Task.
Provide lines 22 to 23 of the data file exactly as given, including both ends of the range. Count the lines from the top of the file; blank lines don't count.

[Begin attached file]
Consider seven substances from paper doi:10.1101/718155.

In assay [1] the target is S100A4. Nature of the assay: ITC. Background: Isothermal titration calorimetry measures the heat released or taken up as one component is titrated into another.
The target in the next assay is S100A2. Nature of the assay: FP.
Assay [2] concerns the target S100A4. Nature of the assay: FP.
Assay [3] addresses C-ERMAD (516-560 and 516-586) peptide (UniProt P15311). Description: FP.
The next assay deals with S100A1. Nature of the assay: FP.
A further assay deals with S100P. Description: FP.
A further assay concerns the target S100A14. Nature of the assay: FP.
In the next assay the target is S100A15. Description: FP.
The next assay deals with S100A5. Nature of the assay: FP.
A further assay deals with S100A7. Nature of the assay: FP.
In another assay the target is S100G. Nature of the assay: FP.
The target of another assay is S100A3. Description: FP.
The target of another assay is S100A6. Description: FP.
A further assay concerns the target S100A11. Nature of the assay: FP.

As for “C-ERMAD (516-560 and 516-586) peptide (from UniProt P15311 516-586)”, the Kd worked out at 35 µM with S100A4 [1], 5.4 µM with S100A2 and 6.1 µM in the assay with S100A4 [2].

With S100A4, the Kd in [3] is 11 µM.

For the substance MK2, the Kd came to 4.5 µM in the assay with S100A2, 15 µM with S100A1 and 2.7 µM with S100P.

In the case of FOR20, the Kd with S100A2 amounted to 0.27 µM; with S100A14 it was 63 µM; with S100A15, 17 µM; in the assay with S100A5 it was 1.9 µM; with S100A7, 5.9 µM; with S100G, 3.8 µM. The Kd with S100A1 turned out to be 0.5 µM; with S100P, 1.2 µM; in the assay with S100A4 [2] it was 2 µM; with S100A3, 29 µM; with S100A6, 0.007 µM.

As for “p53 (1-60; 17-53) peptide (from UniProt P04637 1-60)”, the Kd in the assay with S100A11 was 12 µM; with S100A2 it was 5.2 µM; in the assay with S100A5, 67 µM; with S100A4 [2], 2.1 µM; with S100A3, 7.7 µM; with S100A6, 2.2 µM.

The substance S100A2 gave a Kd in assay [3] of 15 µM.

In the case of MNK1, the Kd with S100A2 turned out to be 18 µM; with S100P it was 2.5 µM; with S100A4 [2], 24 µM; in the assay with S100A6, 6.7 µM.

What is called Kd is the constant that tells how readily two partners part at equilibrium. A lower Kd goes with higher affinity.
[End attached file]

In the case of MNK1, the Kd with S100A2 turned out to be 18 µM; with S100P it was 2.5 µM; with S100A4 [2], 24 µM; in the assay with S100A6, 6.7 µM.

What is called Kd is the constant that tells how readily two partners part at equilibrium. A lower Kd goes with higher affinity.